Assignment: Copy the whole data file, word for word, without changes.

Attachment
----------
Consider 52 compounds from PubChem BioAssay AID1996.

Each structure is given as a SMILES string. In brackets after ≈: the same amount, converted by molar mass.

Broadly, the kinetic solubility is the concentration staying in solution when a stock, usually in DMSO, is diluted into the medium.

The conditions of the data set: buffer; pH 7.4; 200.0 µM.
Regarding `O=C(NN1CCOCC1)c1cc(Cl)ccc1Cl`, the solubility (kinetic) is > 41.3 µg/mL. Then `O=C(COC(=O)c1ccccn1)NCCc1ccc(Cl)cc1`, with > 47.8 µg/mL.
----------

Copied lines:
Consider 52 compounds from PubChem BioAssay AID1996.

Each structure is given as a SMILES string. In brackets after ≈: the same amount, converted by molar mass.

Broadly, the kinetic solubility is the concentration staying in solution when a stock, usually in DMSO, is diluted into the medium.

The conditions of the data set: buffer; pH 7.4; 200.0 µM.
Regarding `O=C(NN1CCOCC1)c1cc(Cl)ccc1Cl`, the solubility (kinetic) is > 41.3 µg/mL. Then `O=C(COC(=O)c1ccccn1)NCCc1ccc(Cl)cc1`, with > 47.8 µg/mL.